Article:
About This Talk
In my journey as a Django developer, I know the moment when I did not consider myself a beginner anymore: when I started leveraging Django custom model managers and querysets. Initially they can seem intimidating and potentially complex. However, they can help make your use of the ORM more efficient, allow you to encapsulate complex and repetitive queries, and provide an API surface area that makes it easier to introduce certain changes to Model fields and queries, among other benefits.
- A general overview of Model Managers/QuerySets
- How to define a custom Manager/QuerySet and either override the built-in one Django provides or add additional ones.
- The difference between a custom model manager and queryset and where you may use one over the other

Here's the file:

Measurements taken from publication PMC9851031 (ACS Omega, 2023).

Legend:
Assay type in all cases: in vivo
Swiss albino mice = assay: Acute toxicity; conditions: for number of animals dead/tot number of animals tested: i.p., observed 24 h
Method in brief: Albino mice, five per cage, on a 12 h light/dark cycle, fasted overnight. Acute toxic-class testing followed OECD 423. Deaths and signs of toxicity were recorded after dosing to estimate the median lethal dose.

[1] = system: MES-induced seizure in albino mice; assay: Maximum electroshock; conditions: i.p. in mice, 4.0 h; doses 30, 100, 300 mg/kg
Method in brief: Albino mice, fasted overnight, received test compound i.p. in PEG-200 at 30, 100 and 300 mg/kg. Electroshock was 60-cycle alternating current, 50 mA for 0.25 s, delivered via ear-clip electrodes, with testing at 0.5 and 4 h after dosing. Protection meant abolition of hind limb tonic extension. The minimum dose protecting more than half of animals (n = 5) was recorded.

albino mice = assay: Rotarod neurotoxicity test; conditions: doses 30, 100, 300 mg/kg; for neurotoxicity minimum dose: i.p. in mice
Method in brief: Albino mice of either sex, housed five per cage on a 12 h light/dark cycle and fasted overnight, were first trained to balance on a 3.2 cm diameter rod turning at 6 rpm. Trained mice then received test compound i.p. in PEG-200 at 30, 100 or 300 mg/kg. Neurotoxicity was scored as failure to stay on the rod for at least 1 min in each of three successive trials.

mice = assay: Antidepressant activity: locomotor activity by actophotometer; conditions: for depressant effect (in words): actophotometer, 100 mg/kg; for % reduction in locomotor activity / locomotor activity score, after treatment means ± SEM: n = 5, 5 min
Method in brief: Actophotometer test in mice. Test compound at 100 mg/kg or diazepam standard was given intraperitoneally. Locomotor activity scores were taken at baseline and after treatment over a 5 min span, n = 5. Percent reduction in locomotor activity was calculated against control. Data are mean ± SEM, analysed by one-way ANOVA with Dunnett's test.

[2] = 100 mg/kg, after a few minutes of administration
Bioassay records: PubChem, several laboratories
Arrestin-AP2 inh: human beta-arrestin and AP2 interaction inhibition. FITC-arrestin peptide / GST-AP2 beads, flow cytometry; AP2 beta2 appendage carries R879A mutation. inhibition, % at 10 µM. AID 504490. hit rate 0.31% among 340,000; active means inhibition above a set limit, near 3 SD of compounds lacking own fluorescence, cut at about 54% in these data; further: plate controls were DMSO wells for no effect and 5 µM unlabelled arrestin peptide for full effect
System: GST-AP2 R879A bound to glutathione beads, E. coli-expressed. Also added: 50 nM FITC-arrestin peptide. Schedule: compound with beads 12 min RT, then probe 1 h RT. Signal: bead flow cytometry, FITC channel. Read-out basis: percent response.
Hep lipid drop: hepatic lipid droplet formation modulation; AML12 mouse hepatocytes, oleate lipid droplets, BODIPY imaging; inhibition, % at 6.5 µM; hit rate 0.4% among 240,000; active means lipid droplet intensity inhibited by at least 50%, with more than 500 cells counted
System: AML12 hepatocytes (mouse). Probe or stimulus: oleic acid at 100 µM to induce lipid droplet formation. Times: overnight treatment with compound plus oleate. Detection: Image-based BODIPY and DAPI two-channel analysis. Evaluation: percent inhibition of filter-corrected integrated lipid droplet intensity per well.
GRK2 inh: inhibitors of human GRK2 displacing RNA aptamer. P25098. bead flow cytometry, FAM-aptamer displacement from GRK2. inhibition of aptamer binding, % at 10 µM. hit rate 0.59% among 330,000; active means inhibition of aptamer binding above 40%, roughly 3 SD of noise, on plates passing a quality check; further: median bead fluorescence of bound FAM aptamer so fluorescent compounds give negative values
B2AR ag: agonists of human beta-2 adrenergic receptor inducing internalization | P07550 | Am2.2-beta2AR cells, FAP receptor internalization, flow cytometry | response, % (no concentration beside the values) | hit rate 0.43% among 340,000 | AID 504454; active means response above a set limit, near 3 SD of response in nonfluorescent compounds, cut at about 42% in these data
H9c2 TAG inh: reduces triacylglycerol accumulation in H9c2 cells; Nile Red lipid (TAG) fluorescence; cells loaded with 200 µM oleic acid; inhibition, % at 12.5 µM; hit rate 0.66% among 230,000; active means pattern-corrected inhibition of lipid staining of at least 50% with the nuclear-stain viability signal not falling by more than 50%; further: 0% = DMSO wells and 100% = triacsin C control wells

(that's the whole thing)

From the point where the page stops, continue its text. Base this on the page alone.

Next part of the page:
- A few useful patterns I keep reaching for:
.for_user(user)- filtering a queryset to include only the objects a user has access to
.with_complicated_legacy_raw_SQL_query()- when migrating a legacy system to Django, I used this extensively before translating the original raw SQL into Django ORM
.exclude_some_condition(condition)- excluding certain objects based on a condition
This talk is aimed at beginners and intermediates with a basic familiarity with the Django ORM. Towards the end of the talk, we will dip our toes in more advanced parts of the ORM (annotations/aggregations, subqueries, etc.) to show the potential of custom Managers/QuerySets.
Josh Thomas (he/him)
Josh Thomas is the web developer at The Westervelt Company, a lumber and land company founded in 1884 and headquartered in Tuscaloosa, AL.